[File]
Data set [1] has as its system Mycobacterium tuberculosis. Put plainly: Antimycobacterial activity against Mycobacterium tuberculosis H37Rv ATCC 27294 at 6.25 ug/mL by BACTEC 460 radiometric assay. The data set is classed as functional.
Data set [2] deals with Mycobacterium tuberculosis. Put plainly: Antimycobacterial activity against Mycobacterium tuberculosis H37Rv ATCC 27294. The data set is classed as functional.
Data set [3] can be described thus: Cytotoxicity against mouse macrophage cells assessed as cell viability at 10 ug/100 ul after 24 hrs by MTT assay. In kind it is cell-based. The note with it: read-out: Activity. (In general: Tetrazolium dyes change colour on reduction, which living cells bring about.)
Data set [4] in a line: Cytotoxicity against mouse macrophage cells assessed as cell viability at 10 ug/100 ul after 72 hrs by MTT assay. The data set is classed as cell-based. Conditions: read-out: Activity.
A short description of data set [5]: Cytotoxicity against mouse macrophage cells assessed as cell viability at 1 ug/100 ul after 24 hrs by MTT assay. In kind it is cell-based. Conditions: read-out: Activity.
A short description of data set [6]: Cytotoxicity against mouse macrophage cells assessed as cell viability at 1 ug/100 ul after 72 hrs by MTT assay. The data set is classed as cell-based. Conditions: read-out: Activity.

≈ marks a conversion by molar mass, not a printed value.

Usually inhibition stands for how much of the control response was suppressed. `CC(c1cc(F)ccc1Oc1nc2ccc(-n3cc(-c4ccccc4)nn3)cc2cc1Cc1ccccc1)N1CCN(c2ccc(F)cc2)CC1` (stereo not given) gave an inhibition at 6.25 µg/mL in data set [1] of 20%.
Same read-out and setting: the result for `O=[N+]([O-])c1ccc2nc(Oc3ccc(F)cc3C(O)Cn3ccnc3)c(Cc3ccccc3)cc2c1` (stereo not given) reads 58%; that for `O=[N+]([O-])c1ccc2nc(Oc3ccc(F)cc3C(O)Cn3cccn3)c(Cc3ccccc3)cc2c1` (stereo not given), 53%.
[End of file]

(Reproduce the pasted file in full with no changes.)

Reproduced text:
Data set [1] has as its system Mycobacterium tuberculosis. Put plainly: Antimycobacterial activity against Mycobacterium tuberculosis H37Rv ATCC 27294 at 6.25 ug/mL by BACTEC 460 radiometric assay. The data set is classed as functional.
Data set [2] deals with Mycobacterium tuberculosis. Put plainly: Antimycobacterial activity against Mycobacterium tuberculosis H37Rv ATCC 27294. The data set is classed as functional.
Data set [3] can be described thus: Cytotoxicity against mouse macrophage cells assessed as cell viability at 10 ug/100 ul after 24 hrs by MTT assay. In kind it is cell-based. The note with it: read-out: Activity. (In general: Tetrazolium dyes change colour on reduction, which living cells bring about.)
Data set [4] in a line: Cytotoxicity against mouse macrophage cells assessed as cell viability at 10 ug/100 ul after 72 hrs by MTT assay. The data set is classed as cell-based. Conditions: read-out: Activity.
A short description of data set [5]: Cytotoxicity against mouse macrophage cells assessed as cell viability at 1 ug/100 ul after 24 hrs by MTT assay. In kind it is cell-based. Conditions: read-out: Activity.
A short description of data set [6]: Cytotoxicity against mouse macrophage cells assessed as cell viability at 1 ug/100 ul after 72 hrs by MTT assay. The data set is classed as cell-based. Conditions: read-out: Activity.

≈ marks a conversion by molar mass, not a printed value.

Usually inhibition stands for how much of the control response was suppressed. `CC(c1cc(F)ccc1Oc1nc2ccc(-n3cc(-c4ccccc4)nn3)cc2cc1Cc1ccccc1)N1CCN(c2ccc(F)cc2)CC1` (stereo not given) gave an inhibition at 6.25 µg/mL in data set [1] of 20%.
Same read-out and setting: the result for `O=[N+]([O-])c1ccc2nc(Oc3ccc(F)cc3C(O)Cn3ccnc3)c(Cc3ccccc3)cc2c1` (stereo not given) reads 58%; that for `O=[N+]([O-])c1ccc2nc(Oc3ccc(F)cc3C(O)Cn3cccn3)c(Cc3ccccc3)cc2c1` (stereo not given), 53%.